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Foundation System

The foundation library includes things like brand colors, grids, type styles, iconography, motion, writing (voice and tone) and accessibility. It’s also where design tokens live. These are things everyone should use and is the minimum bar for every digital product.

Design Tokens

"Design Tokens are a technology-agnostic methodology, architecture, & process for scaling design across tools, devices, & platforms." - Design Tokens W3C Community Group.
Design Tokens are what we use to create the component naming structure. It is the process of replacing variable elements with their non-variable equivalent. For example: a simple button is made of a number of tokens that describe its unique properties. They define its properties (background color, text style, etc) without talking about values (#49a4e6), but instead referencing its global property (Global-Blue-50). That way, the background color of the button will always be the variable regardless of the value it represents. The value can change but the property will stay the same.
This allows design teams to make global updates to the system from one place, automatically spreading the change to the entire system. It also creates an optimised governance model that ensures consistency throughout the ongoing evolution of the system.

Foundation Styles

1. Color

We group colors in three categories depending on brand importance and use: Primary, Secondary and Tertiary. In order to ensure sufficient coverage, it is important that all colors have at least five tones for potential future states of interaction: default, hover, click, selected and active. We also recommend having at least one dark tone and one very light tone of each color to create hierarchy in compositions.

2. Grid

To define the space we use a responsive grid. The Bootstrap responsive grid creates a good base for horizontal measurements but lacks vertical rhythm and clear rules to facilitate both design and development. Our recommendation would be to use the 8−pixel grid that leverages the Bootstrap responsive grid but adds in vertical synergies.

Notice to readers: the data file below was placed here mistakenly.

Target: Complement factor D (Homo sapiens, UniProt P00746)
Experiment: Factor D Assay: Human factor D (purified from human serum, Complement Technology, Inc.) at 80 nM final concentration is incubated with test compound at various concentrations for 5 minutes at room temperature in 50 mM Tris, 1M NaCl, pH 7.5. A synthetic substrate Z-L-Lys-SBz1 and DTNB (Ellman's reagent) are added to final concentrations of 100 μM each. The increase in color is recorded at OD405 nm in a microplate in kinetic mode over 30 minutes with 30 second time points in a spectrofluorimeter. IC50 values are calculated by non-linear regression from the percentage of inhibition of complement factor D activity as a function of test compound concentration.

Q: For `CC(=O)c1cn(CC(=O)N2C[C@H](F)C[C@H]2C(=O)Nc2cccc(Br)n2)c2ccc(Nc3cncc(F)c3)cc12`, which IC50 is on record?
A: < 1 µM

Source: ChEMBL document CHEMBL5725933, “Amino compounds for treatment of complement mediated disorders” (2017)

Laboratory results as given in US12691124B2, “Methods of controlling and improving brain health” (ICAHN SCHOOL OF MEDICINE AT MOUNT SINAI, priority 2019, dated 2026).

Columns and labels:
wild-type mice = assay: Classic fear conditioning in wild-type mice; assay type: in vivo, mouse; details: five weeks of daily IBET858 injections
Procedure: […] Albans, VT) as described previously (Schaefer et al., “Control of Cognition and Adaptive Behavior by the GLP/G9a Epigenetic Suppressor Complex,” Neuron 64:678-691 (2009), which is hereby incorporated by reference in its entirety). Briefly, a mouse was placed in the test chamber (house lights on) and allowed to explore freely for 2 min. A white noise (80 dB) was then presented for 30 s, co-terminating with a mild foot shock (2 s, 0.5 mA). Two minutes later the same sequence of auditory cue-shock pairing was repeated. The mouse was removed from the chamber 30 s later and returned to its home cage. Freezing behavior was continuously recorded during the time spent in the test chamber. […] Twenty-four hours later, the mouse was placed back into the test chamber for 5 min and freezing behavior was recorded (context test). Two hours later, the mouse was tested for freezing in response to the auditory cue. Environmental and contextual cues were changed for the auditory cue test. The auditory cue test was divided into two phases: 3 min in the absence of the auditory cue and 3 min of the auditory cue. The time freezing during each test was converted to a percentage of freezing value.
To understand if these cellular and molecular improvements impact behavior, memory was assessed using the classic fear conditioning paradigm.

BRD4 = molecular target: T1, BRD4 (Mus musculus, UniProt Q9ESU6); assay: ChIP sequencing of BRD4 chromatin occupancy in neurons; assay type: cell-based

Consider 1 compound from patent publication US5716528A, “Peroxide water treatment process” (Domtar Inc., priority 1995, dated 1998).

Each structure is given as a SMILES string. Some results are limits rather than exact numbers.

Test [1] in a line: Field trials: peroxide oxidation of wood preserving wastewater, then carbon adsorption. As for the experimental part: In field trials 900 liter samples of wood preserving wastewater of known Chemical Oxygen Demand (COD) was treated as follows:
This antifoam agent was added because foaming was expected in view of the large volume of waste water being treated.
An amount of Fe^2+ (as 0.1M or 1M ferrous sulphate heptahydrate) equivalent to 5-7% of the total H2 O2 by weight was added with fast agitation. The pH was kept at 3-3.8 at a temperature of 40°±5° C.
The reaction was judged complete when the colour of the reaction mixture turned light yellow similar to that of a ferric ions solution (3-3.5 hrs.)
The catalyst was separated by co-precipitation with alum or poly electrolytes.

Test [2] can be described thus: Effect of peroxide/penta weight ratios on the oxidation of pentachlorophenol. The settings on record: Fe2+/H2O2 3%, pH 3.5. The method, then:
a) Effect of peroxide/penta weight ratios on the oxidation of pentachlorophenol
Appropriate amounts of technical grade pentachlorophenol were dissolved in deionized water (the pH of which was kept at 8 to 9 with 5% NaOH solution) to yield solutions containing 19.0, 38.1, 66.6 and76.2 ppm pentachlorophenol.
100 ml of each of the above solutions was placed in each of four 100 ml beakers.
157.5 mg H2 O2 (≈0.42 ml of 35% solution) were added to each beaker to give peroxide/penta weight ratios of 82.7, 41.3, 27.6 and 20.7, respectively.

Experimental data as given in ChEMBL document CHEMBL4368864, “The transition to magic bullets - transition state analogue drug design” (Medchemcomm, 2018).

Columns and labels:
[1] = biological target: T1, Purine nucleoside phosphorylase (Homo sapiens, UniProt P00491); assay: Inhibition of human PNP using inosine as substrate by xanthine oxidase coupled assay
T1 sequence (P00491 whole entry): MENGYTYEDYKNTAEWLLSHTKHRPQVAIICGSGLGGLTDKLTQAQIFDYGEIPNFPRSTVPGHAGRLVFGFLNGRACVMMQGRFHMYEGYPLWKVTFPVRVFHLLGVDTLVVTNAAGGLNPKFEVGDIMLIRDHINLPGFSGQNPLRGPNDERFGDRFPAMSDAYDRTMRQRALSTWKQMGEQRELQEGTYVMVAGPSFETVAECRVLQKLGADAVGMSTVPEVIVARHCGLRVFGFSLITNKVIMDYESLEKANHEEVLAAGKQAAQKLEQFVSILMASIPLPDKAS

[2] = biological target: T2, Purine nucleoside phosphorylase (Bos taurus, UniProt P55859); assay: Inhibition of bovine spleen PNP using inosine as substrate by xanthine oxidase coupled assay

8−pixel grid

Every UI element is aligned to the 8−pixel grid, both vertically and horizontally. The concept known as pixel-fitting ensures that all elements appear perfectly-defined on all devices. This also allows designers and developers to have the same box model, minimising additional decisions and errors.

Text Baselining and Line Spacing

Baselining your text is a great tool for developing vertical consistency in your designs. By positioning the baseline of each line of text onto an evenly-spaced vertical grid, you can easily bring all of the UI elements into a harmonious vertical rhythm.
There are times when we make an exception to the 8-pixel rule when deciding the size of typography. Allowing certain flexibility to use multiples of 4 gives designers the freedom to choose text sizes that achieve the best legibility. The important point here is that the line spacing is always a multiple of 8 to align to the grid—so for instance a text size of 20 pixels with line spacing of 32 pixels.
There are specific cases when it is hard to follow the 8-pixel grid, particularly data visualisation. In this case, we again use a container box that aligns to the 8px grid and allow the graphics inside the box to have more flexibility to accurately represent the data.